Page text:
• Anemia
  • Back pain
  • Escape between cycles (spotting)
  • Vaginal discharge
  • Pain during sex

Similarities Between IUD Types

Both the copper and hormonal IUDs prevent pregnancy by affecting sperm movement. They prevent the sperm from meeting the egg.

Both types of IUDs are equally effective. Less than one in 100 women who use the copper IUD, or hormonal in the right way, become pregnant.

Although each type of IUD protects against pregnancy for a different amount of time, they can be removed at any time. Removal is always an option if the woman decides she wants to get pregnant , or is unhappy with the side effects.

Main Difference of Copper IUDs and Hormonal IUDs

The main difference between the two types of IUDs is that one type releases hormones and the other does not . In addition to blocking the sperm from reaching the egg, the hormonal IUD thickens the cervical mucus, dilutes the uterine lining and prevents ovulation.

Another difference is the usage time. For copper IUDs between 5 and 10 years; for Mirena, 5 years old. The greatest effectiveness is Mirena, as it resembles tubal ligation . The copper IUD starts to work immediately after its insertion, whereas the hormonal device (Mirena), can take a few weeks to start working. Therefore, it is important to use a condom during sexual intercourse, until the doctor verifies that everything is correct with the placement.

Does Not Prevent Sexually Transmitted Diseases

Furthermore, the IUD only prevents pregnancy, not protecting the body against sexually transmitted diseases. Therefore, when using an IUD, it is recommended to use barrier contraceptive methods such as condoms, which protect against diseases such as AIDS or gonorrhea , for example.

The hormonal IUD makes menstrual cycles lighter, with less colic, slowing or even zeroing menstrual flow . The copper IUD can cause an increase in menstrual flow and the woman may experience more cramps than usual.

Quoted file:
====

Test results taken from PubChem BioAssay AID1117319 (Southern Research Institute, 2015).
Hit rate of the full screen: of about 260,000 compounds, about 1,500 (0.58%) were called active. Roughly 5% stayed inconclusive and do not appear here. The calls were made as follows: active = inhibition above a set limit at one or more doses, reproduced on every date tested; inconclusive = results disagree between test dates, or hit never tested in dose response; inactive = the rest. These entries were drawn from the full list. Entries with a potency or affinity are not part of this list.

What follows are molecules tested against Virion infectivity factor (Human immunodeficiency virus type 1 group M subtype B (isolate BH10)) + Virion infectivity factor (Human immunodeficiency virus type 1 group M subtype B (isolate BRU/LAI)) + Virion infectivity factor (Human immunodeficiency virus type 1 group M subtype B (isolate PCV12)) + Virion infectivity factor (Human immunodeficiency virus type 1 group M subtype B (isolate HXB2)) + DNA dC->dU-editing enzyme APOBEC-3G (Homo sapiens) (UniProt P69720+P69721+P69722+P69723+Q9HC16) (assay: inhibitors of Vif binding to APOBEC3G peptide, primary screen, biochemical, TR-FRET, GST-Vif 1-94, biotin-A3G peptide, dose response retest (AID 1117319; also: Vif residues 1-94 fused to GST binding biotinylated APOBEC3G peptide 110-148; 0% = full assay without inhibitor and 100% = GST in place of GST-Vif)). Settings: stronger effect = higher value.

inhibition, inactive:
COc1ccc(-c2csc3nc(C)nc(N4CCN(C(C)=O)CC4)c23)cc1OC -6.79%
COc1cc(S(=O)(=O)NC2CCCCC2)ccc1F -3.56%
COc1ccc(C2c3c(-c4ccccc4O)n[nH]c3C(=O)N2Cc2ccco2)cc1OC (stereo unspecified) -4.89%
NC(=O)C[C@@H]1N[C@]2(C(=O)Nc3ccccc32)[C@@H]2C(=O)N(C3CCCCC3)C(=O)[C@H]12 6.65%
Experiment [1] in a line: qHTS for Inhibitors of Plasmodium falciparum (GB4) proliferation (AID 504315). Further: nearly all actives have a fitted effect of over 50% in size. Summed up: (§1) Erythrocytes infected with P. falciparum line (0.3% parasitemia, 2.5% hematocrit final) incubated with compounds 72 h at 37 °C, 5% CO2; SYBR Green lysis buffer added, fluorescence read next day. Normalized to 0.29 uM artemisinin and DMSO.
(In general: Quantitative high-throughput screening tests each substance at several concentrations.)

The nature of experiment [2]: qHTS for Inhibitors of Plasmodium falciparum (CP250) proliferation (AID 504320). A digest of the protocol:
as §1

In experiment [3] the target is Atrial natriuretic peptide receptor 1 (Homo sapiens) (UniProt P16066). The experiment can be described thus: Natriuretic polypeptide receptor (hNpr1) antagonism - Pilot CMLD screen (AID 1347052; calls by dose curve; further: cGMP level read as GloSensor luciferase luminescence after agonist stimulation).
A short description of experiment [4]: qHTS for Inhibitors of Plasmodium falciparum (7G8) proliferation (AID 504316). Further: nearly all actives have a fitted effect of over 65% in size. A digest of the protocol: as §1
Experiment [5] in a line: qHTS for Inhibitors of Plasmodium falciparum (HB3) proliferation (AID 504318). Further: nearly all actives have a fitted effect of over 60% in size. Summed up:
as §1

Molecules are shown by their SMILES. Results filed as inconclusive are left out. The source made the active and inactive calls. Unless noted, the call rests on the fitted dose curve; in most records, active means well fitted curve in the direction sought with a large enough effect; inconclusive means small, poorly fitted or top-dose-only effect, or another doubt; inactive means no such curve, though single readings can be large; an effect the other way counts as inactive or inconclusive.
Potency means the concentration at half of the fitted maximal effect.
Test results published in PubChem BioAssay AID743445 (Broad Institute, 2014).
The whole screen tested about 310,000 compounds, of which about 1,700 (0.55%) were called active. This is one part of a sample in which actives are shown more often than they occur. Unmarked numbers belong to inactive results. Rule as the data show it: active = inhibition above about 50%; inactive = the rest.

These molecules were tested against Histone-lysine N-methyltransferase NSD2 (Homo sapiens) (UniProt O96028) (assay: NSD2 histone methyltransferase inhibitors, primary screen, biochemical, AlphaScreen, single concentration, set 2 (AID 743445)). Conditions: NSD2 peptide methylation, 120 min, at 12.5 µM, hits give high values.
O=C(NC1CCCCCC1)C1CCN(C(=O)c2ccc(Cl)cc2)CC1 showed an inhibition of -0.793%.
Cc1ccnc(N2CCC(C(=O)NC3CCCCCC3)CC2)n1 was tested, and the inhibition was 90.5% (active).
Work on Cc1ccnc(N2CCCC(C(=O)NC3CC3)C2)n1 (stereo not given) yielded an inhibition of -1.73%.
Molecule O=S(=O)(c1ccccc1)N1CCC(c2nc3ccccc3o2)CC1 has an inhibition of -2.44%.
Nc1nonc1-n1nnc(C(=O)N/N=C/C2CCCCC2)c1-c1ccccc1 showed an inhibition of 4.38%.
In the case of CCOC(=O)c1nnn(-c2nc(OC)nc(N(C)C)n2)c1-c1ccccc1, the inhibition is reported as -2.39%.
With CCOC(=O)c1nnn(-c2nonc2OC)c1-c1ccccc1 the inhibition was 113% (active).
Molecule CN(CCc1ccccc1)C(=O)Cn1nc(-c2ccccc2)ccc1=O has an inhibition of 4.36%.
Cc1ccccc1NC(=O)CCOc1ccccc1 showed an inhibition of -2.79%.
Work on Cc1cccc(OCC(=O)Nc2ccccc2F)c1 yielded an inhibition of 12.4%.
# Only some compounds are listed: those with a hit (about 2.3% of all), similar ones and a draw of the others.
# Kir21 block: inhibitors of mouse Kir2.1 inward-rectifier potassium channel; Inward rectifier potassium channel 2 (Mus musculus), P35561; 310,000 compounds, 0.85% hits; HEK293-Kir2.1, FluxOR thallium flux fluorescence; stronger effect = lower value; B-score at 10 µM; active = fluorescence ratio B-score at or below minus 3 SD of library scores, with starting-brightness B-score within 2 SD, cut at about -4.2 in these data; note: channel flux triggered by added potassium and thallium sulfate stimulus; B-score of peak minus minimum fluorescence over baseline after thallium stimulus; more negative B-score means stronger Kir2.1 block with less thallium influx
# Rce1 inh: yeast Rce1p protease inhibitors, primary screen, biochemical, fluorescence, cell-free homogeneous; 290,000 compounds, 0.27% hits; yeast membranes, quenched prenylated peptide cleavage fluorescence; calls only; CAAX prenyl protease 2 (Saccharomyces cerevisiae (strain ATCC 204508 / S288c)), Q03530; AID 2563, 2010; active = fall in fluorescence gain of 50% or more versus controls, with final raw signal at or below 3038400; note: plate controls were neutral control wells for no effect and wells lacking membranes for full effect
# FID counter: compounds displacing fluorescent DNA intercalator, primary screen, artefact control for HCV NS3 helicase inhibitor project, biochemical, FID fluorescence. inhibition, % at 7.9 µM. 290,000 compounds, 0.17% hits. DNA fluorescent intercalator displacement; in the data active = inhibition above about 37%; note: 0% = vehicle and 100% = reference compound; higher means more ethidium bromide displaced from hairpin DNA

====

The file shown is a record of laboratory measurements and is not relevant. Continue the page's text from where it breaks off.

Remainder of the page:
Risk factors

The IUD is generally safe, but it is not always indicated for some women. Here are some cases:

  • Pregnant or postpartum women
  • Women taking medication (immunosuppressive, systemic corticosteroids or anticoagulants)
  • Women with chronic anemia (thalassemia and sickle cell disease included)
  • Women with active or recurrent pelvic inflammatory disease (in the case of a single event the situation should be assessed)
  • Women with Wilson’s disease (a condition that causes copper to accumulate in the body).
  • Women with bleeding or blood loss whose origin is not identified
  • Women with sexually transmitted infections (STIs)
  • Women suffering from menorrhagia (heavy menstrual flows)
  • Women with uterine fibroids that deform the uterine cavity and / or morphological abnormalities of the uterus
  • Women with cervical or endometrial cancer
  • Women with cervicitis
  • Women with breast cancer
  • Women who have been in menopause for a year (the IUD must be removed after that time)

Copper IUDs can increase the risk of pelvic inflammatory disease (PID). Because it contains copper, women with an allergy to the component should not use this type of device.

What to Expect During and After IUD Insertion

IUD placement is usually not complicated. Although many women experience some discomfort, less than 5% experience moderate or acute levels of pain.